Baker’s final hockey game took place on March 24th, 1917, in a match-up between two amateur All-Star teams from Philadelphia (led by Baker) and Pittsburgh in the Steel City’s Winter Garden venue at Exposition Hall (the exoskeleton of the NHL’s Battle of Pennsylvania!) Baker scored all of Philly’s goals in a 3-2 overtime win whilst playing halfheartedly. It was clear to many that his disinterest in the sport had come about and that they were witnessing the end of his career. Physical demands were certainly a factor, but most importantly the well of fun had run dry due to the growing unappealing professionalism in the sport.
A desire to venture into new territory in life led Baker to join the civilian aviation corps in 1916. He found a renewed sense of purpose flying, getting the same joy from it that he did from athletics; albeit with more serious cause for dedication. This reached its peak upon the United States’ entry into the Great War. He was among the first group of American personnel to travel to Europe for missions, crossing the Atlantic on August 23rd, 1917. Upon his arrival in France, he was instructed to gain formalized European training. One long and tedious process later, he was certified for air combat on the front in January of 1918 and promoted to liutenant two months later. His heroism grew in his time in battle, earning 3 confirmed kills and one other downed enemy plane. However, all great things come at a price.
Much to his discontent, on December 21st, 1918, Baker (who had become engaged to his sweetheart from New York while she was stationed as a nurse in Paris and found great joy in flying) received orders to return to the United States. He decided to take one last joy in flying overseas and led an unauthorized flight at his squadron’s airfield in Toul despite the heavy rain. Every decision in life causes us to take a different turn at the fork in the road. Unfortunately, this was the wrong one…
“Instead of running straight away to land he started to turn back toward the field. The wing slipped, the machine crashed and he was killed.”
—Eyewitness account of Baker’s death by Cpt. Edwin H. Cooper, 26th Division Photographic Officer, United States Signal Corps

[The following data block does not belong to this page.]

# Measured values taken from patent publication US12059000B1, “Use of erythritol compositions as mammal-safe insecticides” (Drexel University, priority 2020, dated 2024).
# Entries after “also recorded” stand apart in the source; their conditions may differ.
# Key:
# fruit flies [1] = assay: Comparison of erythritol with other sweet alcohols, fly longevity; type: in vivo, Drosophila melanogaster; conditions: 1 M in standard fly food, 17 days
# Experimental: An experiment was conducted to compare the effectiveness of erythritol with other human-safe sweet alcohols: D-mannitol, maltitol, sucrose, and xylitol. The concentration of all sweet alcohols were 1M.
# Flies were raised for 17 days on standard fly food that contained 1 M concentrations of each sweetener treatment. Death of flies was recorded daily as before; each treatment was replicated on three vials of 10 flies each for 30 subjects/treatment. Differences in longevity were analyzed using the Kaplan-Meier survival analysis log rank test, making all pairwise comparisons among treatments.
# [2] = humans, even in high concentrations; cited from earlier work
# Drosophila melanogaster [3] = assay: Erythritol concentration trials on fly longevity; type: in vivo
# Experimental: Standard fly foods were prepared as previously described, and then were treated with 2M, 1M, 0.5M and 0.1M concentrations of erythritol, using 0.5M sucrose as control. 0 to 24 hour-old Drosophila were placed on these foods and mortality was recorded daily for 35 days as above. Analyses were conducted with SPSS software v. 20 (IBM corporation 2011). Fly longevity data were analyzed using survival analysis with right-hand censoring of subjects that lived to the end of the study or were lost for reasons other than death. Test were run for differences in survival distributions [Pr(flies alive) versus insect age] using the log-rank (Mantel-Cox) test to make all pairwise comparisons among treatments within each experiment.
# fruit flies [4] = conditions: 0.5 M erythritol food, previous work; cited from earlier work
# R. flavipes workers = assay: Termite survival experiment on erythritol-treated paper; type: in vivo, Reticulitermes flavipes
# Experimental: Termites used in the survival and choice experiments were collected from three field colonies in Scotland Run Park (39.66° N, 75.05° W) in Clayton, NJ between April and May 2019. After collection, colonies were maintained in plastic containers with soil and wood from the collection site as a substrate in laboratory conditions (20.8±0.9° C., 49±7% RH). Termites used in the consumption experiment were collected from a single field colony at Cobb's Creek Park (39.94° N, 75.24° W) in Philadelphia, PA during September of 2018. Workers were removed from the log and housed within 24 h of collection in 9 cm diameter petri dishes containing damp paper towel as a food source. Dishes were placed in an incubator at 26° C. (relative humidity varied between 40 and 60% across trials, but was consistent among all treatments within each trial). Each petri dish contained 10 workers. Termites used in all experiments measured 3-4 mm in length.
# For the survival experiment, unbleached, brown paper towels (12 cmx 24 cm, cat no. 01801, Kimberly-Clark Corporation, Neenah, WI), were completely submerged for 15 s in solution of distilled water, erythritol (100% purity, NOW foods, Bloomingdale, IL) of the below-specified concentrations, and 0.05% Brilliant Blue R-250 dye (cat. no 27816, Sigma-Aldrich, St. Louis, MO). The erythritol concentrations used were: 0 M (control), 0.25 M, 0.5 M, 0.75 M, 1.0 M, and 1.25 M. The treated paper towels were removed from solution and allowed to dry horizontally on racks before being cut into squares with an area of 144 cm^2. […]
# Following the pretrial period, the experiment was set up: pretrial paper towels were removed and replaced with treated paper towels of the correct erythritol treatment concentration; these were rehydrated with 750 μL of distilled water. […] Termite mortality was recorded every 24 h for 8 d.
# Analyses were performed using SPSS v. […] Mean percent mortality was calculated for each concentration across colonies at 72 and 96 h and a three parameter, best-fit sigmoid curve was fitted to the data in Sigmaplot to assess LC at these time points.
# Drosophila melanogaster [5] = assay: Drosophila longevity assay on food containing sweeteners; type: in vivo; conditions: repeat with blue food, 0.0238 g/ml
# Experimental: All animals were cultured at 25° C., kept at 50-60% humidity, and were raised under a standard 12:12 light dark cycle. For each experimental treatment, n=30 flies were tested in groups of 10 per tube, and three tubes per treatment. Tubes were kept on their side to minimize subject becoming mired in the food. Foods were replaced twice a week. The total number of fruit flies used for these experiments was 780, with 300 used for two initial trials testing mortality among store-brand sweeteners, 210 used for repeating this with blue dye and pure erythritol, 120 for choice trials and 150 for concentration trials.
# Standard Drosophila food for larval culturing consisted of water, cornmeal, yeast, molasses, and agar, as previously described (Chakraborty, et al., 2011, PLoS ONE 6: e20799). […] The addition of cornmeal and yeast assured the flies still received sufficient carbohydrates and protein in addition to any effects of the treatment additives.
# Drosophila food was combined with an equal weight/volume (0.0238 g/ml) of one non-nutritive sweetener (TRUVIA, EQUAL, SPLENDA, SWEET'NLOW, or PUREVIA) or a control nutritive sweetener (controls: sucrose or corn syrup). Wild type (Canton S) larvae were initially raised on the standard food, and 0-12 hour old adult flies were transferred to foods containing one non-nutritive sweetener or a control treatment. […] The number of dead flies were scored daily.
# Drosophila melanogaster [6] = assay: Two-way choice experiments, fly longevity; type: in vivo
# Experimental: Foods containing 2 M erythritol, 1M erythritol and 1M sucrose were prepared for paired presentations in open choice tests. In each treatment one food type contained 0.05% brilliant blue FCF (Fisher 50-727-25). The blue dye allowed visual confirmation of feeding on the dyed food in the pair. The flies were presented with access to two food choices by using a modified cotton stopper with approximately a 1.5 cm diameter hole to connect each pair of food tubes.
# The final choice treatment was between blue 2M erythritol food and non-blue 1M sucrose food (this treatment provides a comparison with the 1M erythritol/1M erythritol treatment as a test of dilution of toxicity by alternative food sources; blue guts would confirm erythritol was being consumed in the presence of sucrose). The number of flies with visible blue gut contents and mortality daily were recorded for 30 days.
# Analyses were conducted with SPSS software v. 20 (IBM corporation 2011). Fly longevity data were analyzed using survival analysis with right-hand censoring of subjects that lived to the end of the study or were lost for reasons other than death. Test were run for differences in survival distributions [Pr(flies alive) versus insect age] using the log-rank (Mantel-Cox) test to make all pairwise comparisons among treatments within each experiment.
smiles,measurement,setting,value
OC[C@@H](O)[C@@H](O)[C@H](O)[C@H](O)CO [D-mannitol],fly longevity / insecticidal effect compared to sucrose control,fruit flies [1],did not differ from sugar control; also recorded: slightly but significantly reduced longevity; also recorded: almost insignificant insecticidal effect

There was debate in the aftermath about the accidental nature of Baker’s death despite newspaper reports of engine failure. His closest associates knew that abandoning his fiance’ was a next to impossible emotional choice and that he had no desirable career path in America. He could easily have gotten a pro sports contract, but his upbringing forbade this, leaving him stuck in the less lucrative and unenjoyable world of financing. Returning to the U.S. would lead him to a catch twenty two of a life, a fate worse than his untimely death. I don’t know about the readers, but I find that saddening.
Humanity’s goal is not to live eternally, but to make an impression that does. Accolades and recognition continued to make their way to Baker posthumously, coming in the form of a citation for exceptional bravery in regards to his first mission issued in March of 1919 by General John Pershing. His legacy proved to be much more durable than just that, as the NHL and USA Hockey’s Lester Patrick Trophy for outstanding service to the sport in the U.S was given honorifically to him in 1987. How’s that for a lasting impression?
But no distinction is more well known than the NCAA’s Hobey Baker Award. Instituted in 1981 and first awarded to University of Minnesota’s Neal Broten (yes, one of the participants in the Miracle on Ice), this acknowledgement of the best U.S. college hockey player represents pure athletic dedication and talent better than any other award in the entire world of sports. It embodies the same integrity with which Baker played both the game of life and the sport of hockey. As long as the NCAA exists, his impact will always be profound. We live and we die, but infinity sees to it that our work is never done.
“Without continual growth and progress, such words as improvement, achievement, and success have no meaning.” – Benjamin Franklin